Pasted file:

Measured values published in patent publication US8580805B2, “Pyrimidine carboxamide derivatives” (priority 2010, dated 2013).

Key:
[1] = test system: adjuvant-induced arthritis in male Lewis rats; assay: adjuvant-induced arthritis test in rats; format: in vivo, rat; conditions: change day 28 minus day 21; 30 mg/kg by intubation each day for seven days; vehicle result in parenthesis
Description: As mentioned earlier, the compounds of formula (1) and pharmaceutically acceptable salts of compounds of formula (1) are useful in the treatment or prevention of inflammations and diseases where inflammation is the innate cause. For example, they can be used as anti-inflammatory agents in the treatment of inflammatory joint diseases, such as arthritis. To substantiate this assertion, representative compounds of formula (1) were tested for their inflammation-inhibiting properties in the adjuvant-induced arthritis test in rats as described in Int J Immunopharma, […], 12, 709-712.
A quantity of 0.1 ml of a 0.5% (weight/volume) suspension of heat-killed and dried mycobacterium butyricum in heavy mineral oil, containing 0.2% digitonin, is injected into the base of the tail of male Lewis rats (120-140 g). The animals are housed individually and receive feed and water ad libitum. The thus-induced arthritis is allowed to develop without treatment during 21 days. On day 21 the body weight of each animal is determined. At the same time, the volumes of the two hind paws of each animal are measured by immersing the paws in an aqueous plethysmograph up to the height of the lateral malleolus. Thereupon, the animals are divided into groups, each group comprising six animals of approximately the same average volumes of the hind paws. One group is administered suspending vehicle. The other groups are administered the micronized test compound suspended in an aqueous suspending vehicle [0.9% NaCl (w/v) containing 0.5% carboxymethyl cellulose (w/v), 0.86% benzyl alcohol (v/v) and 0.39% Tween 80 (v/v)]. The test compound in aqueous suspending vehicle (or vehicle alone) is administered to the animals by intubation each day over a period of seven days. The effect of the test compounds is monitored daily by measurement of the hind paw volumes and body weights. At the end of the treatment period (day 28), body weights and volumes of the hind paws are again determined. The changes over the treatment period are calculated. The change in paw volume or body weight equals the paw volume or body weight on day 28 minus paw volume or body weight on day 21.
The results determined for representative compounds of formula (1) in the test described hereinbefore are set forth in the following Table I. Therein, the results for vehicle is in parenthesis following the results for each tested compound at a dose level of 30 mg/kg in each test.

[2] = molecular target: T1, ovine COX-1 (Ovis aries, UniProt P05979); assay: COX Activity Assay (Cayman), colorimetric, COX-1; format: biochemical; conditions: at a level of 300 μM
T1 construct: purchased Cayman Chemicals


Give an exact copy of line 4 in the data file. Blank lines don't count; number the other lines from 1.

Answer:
Description: As mentioned earlier, the compounds of formula (1) and pharmaceutically acceptable salts of compounds of formula (1) are useful in the treatment or prevention of inflammations and diseases where inflammation is the innate cause. For example, they can be used as anti-inflammatory agents in the treatment of inflammatory joint diseases, such as arthritis. To substantiate this assertion, representative compounds of formula (1) were tested for their inflammation-inhibiting properties in the adjuvant-induced arthritis test in rats as described in Int J Immunopharma, […], 12, 709-712.